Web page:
By Tony Massarotti

By Tony Massarotti

Mike Scioscia is now among the rarest of the rare, an otherwise endangered animal in the modern world of Major League Baseball. Scioscia is an old school manager with considerable weight, literally and figuratively. And as we are now learning again, he is not afraid to use it.

According to a report today that originated with Jerry Crasnick of ESPN, Angels general manager Jerry Dipoto has been forced out of Los Angeles thanks to an ongoing tussle with Scioscia, and we all knew who was going to win that tug-o-war: the beefy man in the catcher’s equipment, with a big resume and ego to match.

Does that necessarily mean Scioscia is the villain here? Well, no. But what it does mean is that there is still at least one place where the manager carries the clout, which makes Scioscia an increasingly endangered breed in a world of smarty-pants general managers, analytics and subcultures of Moneyball.

In case you’ve missed it, baseball has been at WAR for a while now.

Amid all of this stands Scioscia, whose approach to the game has generally been steeped in fundamentals: pitching, speed and defense, not necessarily in that order, and certainly not always. The Angels spent their fair share of money in recent years on sluggers like Albert Pujols and Josh Hamilton, players perhaps now more suited to line up behind the great Eddie Feigner. But at his core, Scioscia is a baseball guy through and through, the kind of skipper who likes to bunt and hit-and-run, to put pressure on the defense, to force the issue.

In 2002, after all, that is how Scioscia won his only World Series, leading a relentless Angels team that was short in the starting rotation, deep in the bullpen and stocked with multitalented players who rarely struck out and always took the extra base. Scioscia did not merely stamp his personality and philosophies on that team; he forged an identity for the entire Angels organization and thumbed his nose at the pure power game that thrived in baseball’s steroids era.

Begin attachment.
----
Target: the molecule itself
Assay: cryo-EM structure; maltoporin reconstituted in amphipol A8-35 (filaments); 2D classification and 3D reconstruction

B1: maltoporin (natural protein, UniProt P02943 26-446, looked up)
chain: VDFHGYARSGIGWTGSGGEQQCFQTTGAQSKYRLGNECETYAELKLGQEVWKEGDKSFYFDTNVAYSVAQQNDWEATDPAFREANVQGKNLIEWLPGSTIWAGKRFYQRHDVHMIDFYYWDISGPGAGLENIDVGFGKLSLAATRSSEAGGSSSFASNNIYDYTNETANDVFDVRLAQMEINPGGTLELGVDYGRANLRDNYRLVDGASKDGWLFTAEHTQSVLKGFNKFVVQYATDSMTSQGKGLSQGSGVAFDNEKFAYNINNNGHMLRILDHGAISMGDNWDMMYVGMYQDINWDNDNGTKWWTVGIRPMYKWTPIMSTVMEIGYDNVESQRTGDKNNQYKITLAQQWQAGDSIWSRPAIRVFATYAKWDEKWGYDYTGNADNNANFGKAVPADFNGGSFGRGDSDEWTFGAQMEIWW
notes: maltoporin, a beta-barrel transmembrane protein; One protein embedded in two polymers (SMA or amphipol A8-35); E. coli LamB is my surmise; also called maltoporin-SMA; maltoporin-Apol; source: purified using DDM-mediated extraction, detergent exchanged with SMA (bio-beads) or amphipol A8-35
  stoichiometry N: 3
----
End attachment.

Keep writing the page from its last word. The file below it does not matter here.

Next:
Now, 13 years later, the Angels are still looking for their next world title and Scioscia is still thundering his way to and from the pitcher’s mound, the general manager be damned. The stories leading up to Dipoto’s reported resignation said Scioscia and his GM most recently clashed over the implementation of scouting material, which certainly sounds like a classic case of baseball’s New School and Old School digging in their heels. The openly truly stunning part of the story is that Scioscia won the battle, which speaks to the game’s politics or direction – or both.

Think about it: how many times does the manager or coach win a power struggle with the GM? Almost never, especially in this Billy Beane-bred age of roto-executives. Once upon a time, a general manager’s job was to get the players, the manager’s job was to use them. Now, the GM not only gets the players, but also tells the manager when to sit him, when to play him, where to bat him and on what count he should swing.

Except, clearly, in Anaheim, where Scioscia rules with an iron fist and shin guards.

Make no mistake, Scioscia played this masterfully, making it clear to reporters (through whatever channels) that he could opt out of his insane 10-year contract with the Angels, which is set to expire in 2018. (How many managers or coaches get 10-year deals?) Such a threat could have created quite a scenario in Southern California during the offseason, particularly if Don Mattingly and the Dodgers were to fall on their faces in October yet again.

Translation: before he was an Angel, Scioscia was a true-blue Los Angeles Dodger. That is a big reason he has the leverage he possesses with the Angels. Scioscia gives owner Arte Morneo star power and market share because he puts the Los Angeles in the Los Angeles Angels of Anaheim.

So now here’s the question: even with Dipoto gone, if the Dodgers job is to open up, will Scioscia flirt with LA? (Here’s a guess: unequivocally, yes.)

All of that said, Scioscia’s stranglehold on the Angels organization raises an interesting question about the direction of baseball: in many ways, the Kansas City Royals of today are built in the image of Scioscia’s 2002 Angels with a deep, powerful bullpen and versatile, athletic lineup. It all makes you wonder whether the game has gone retro. Scioscia’s style and his philosophies might now be more valuable than ever before, because the game certainly seems to be coming back to him.

And so on and on it goes in Southern California, where the Angels try to find their way in the mediocre American League, and the last lion roars.

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Tony Massarotti is an avid Boston sports fan and has covered sports in Boston for more than 15 years for both the Boston Herald and Boston Globe. He now serves as a co-host on afternoon drive on 98.5 The Sports Hub in Boston. He was a two-time Massachusetts Sportswriter of the Year as voted by his peers and has written four books, including “Big Papi,” the New York Times-bestselling memoirs of David Ortiz. You can follow Tony @tonymassarotti.

Tony Massarotti